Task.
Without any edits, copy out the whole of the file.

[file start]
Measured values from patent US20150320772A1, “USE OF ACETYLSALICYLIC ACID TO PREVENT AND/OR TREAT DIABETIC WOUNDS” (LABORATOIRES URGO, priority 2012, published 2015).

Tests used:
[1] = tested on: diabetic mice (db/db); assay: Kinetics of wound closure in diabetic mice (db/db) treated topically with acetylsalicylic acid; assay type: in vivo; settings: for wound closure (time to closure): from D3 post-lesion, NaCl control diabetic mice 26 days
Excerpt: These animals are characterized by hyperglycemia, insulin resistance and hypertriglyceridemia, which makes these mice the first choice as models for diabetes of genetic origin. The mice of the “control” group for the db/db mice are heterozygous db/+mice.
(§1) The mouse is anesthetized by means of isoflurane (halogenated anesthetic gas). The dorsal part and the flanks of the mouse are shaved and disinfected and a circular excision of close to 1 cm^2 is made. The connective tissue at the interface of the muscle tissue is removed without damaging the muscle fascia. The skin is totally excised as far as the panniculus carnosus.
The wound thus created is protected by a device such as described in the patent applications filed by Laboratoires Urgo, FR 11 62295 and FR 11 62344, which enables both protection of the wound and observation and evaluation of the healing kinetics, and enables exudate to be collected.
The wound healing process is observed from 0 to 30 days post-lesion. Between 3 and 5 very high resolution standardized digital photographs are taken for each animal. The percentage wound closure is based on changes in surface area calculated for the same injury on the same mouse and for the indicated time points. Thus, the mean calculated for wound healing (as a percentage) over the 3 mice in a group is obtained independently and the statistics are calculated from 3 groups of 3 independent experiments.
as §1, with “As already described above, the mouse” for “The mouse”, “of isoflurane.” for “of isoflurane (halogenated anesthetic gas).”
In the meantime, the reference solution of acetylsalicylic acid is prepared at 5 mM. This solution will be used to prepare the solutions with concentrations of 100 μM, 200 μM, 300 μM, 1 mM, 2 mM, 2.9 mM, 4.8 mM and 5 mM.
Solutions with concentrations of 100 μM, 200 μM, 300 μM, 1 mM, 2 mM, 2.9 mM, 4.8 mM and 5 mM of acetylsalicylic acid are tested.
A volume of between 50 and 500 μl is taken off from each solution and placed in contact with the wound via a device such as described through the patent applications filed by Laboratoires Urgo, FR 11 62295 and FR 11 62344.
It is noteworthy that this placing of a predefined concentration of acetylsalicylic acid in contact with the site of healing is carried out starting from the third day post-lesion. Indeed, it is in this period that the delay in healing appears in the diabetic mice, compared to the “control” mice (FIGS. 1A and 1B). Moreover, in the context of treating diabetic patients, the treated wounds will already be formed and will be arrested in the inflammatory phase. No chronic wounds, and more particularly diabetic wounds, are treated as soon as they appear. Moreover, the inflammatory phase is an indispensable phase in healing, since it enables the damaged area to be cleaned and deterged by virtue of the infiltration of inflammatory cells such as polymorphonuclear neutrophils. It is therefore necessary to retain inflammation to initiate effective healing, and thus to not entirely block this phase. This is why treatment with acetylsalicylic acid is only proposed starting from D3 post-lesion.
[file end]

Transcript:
Measured values from patent US20150320772A1, “USE OF ACETYLSALICYLIC ACID TO PREVENT AND/OR TREAT DIABETIC WOUNDS” (LABORATOIRES URGO, priority 2012, published 2015).

Tests used:
[1] = tested on: diabetic mice (db/db); assay: Kinetics of wound closure in diabetic mice (db/db) treated topically with acetylsalicylic acid; assay type: in vivo; settings: for wound closure (time to closure): from D3 post-lesion, NaCl control diabetic mice 26 days
Excerpt: These animals are characterized by hyperglycemia, insulin resistance and hypertriglyceridemia, which makes these mice the first choice as models for diabetes of genetic origin. The mice of the “control” group for the db/db mice are heterozygous db/+mice.
(§1) The mouse is anesthetized by means of isoflurane (halogenated anesthetic gas). The dorsal part and the flanks of the mouse are shaved and disinfected and a circular excision of close to 1 cm^2 is made. The connective tissue at the interface of the muscle tissue is removed without damaging the muscle fascia. The skin is totally excised as far as the panniculus carnosus.
The wound thus created is protected by a device such as described in the patent applications filed by Laboratoires Urgo, FR 11 62295 and FR 11 62344, which enables both protection of the wound and observation and evaluation of the healing kinetics, and enables exudate to be collected.
The wound healing process is observed from 0 to 30 days post-lesion. Between 3 and 5 very high resolution standardized digital photographs are taken for each animal. The percentage wound closure is based on changes in surface area calculated for the same injury on the same mouse and for the indicated time points. Thus, the mean calculated for wound healing (as a percentage) over the 3 mice in a group is obtained independently and the statistics are calculated from 3 groups of 3 independent experiments.
as §1, with “As already described above, the mouse” for “The mouse”, “of isoflurane.” for “of isoflurane (halogenated anesthetic gas).”
In the meantime, the reference solution of acetylsalicylic acid is prepared at 5 mM. This solution will be used to prepare the solutions with concentrations of 100 μM, 200 μM, 300 μM, 1 mM, 2 mM, 2.9 mM, 4.8 mM and 5 mM.
Solutions with concentrations of 100 μM, 200 μM, 300 μM, 1 mM, 2 mM, 2.9 mM, 4.8 mM and 5 mM of acetylsalicylic acid are tested.
A volume of between 50 and 500 μl is taken off from each solution and placed in contact with the wound via a device such as described through the patent applications filed by Laboratoires Urgo, FR 11 62295 and FR 11 62344.
It is noteworthy that this placing of a predefined concentration of acetylsalicylic acid in contact with the site of healing is carried out starting from the third day post-lesion. Indeed, it is in this period that the delay in healing appears in the diabetic mice, compared to the “control” mice (FIGS. 1A and 1B). Moreover, in the context of treating diabetic patients, the treated wounds will already be formed and will be arrested in the inflammatory phase. No chronic wounds, and more particularly diabetic wounds, are treated as soon as they appear. Moreover, the inflammatory phase is an indispensable phase in healing, since it enables the damaged area to be cleaned and deterged by virtue of the infiltration of inflammatory cells such as polymorphonuclear neutrophils. It is therefore necessary to retain inflammation to initiate effective healing, and thus to not entirely block this phase. This is why treatment with acetylsalicylic acid is only proposed starting from D3 post-lesion.